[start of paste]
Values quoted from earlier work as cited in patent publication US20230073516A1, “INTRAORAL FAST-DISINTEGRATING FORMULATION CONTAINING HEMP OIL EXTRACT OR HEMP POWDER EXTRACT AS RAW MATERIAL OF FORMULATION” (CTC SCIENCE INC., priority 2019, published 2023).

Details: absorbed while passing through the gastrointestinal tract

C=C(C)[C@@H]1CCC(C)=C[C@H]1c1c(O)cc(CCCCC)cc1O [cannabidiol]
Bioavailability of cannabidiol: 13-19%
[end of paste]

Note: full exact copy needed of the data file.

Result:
Values quoted from earlier work as cited in patent publication US20230073516A1, “INTRAORAL FAST-DISINTEGRATING FORMULATION CONTAINING HEMP OIL EXTRACT OR HEMP POWDER EXTRACT AS RAW MATERIAL OF FORMULATION” (CTC SCIENCE INC., priority 2019, published 2023).

Details: absorbed while passing through the gastrointestinal tract

C=C(C)[C@@H]1CCC(C)=C[C@H]1c1c(O)cc(CCCCC)cc1O [cannabidiol]
Bioavailability of cannabidiol: 13-19%